Actually I prefer children to exist in the state of not being hungry and I don’t know anyone who would say otherwise, though I suspect the advent of the next generation IPhone is more concerning to most Americans by a significantly higher degree. Cynicism can be a useful tool in separating reality from fantasy, and groups such as No Kid Hungry probably do perform important work. With that said, data from charitynavigator.org (2013) lists the founder and CEO of No Kid Hungry, William Shore, as receiving $267,383 in annual compensation, his wife Debbie, listed as co-founder, $200,918, and their president another $353,396. There is nothing to suggest No Kid Hungry is anything other than a legitimate non-profit organization and apparently well regarded. To quote Our President, Barak Obama, "When you spread the wealth around, it's good for everybody." Note his statement didn’t preclude spreading wealth upward.

Moving on, Ben Cohen and Jerry Greenfield, like Bernie Sanders, were baby boomers from the NY City area who found their way to Vermont and eventually transformed it from stolid conservative to the People’s Republic of Vermont. They are best known as the liberal progressive founders of Ben and Jerry’s ice cream, a high quality ice cream with an extra high percentage of fat, inherently unhealthy and criminally expensive. Needless to say, they became very rich (one of those net worth websites lists them at around 150 million each)- I suspect Ben and Jerry’s is not the official ice cream of the impoverished. In late December 2015 Ben and Jerry sent out an e-mail as follows: “We’ve known Bernie Sanders for 30 years. And for over 30 years, Bernie’s been fighting for workers’ rights, veterans, students, and senior citizens…As we travel the country campaigning for Bernie, we hear a lot of people saying, ‘I love Bernie, but I am not sure he can win.’ But poll after poll shows Bernie is the most electable Democrat.”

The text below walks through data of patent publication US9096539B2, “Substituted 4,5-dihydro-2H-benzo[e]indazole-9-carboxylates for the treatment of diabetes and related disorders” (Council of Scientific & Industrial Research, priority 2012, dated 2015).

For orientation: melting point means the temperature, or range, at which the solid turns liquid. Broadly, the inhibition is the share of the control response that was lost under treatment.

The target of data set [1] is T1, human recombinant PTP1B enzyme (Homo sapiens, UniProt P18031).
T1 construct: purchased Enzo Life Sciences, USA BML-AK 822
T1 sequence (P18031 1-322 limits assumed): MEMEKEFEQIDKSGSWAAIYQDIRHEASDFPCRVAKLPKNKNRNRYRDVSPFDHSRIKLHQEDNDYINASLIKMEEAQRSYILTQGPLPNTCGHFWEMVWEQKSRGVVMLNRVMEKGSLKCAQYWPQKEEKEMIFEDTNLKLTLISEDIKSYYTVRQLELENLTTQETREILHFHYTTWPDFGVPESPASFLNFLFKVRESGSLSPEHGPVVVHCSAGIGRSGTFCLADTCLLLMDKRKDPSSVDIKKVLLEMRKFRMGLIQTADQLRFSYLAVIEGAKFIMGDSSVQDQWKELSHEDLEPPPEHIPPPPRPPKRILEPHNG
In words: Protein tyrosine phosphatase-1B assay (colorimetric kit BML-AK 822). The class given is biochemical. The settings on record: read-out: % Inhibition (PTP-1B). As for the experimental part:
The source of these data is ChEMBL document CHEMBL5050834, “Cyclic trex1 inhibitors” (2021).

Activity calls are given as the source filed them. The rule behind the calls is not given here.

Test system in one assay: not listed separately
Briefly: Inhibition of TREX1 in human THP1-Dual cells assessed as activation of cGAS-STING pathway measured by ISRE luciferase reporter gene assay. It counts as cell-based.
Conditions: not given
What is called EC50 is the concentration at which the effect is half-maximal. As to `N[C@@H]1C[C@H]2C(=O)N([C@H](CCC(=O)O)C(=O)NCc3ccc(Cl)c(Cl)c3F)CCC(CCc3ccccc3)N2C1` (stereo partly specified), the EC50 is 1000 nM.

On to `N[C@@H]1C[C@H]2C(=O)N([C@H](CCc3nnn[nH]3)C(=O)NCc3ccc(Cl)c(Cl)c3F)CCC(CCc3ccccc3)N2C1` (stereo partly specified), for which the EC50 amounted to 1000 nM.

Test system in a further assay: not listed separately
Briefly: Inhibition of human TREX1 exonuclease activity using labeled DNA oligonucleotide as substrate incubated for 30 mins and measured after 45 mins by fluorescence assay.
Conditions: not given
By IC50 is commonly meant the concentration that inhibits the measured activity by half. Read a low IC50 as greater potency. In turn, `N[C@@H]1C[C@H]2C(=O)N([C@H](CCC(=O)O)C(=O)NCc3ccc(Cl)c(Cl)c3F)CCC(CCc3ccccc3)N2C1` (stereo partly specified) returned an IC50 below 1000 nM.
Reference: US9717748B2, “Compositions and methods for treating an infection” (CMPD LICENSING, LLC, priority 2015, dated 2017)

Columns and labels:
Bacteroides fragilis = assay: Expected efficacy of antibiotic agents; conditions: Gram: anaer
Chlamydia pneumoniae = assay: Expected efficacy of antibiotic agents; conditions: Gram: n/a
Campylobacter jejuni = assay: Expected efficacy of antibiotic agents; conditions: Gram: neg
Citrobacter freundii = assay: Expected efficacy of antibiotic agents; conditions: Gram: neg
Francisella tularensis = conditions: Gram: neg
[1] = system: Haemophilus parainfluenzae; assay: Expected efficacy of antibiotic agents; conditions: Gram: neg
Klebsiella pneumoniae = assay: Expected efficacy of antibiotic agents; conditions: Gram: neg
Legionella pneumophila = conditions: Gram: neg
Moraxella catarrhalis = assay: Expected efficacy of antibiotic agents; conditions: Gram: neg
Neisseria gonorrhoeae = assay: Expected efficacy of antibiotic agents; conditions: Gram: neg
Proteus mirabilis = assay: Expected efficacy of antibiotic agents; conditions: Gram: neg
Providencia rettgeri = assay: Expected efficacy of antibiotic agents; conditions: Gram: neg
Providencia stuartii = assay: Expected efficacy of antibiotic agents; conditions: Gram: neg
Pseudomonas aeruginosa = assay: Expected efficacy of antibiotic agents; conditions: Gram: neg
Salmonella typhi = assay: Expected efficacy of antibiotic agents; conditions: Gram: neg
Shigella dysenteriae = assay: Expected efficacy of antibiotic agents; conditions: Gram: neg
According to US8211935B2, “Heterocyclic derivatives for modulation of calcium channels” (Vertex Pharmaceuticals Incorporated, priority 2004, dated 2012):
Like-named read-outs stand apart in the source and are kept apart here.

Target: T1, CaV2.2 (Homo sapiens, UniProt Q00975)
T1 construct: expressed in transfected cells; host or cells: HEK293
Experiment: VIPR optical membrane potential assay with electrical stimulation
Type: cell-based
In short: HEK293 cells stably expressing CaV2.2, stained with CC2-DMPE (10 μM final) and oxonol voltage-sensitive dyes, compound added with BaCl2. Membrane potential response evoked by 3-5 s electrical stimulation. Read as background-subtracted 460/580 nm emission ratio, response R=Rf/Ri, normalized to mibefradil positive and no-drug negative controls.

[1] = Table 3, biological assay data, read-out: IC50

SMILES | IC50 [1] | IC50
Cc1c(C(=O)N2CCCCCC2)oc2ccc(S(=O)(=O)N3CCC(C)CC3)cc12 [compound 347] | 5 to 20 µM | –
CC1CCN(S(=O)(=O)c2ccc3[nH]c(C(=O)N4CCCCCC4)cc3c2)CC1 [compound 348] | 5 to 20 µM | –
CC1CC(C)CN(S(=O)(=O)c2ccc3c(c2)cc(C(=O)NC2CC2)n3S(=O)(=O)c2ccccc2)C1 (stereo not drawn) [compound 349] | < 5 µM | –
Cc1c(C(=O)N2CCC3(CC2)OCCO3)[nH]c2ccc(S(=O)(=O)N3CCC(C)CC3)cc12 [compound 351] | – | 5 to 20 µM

The Ben and Jerry’s website lists something like 60 different flavors. Is the irony self-evident here? Two entrepreneurs created an unhealthy but tasty product, charged exorbitant prices, marketed their product using cutesy names (Chunky Monkey, Cherry Garcia), and amassed a fortune. Notice their socialist political comrade Bernie Sanders did not declare, “You don’t necessarily need a choice of 60 flavors of ice cream, and that’s from only one of many brands, when children are hungry in this country.”

Ben and Jerry sold their brand to international mega-conglomerate Unilever in 2000 for $325,000,000. Besides being the world’s largest producer of ice cream (something like 7 billion dollars in annual sales) they are also the makers of several families of deodorants, including Axe, Suave, Shield, and Sure.

Bernie Sanders is a likeable, perpetually outraged blowhard who probably truly believes at some psychological level that (selected) Big Corporations and Rich People are evil and exist primarily to screw the feckless, helpless masses. His association with his hypocritical mega-rich corporate buddies Ben and Jerry demonstrates, however, he is full of crap and has absolutely no integrity. Nevertheless, zero integrity is exponentially more than his comrade fellow candidate Hillary possesses, so from the Democratic standpoint, I’m in for Bernie 2016!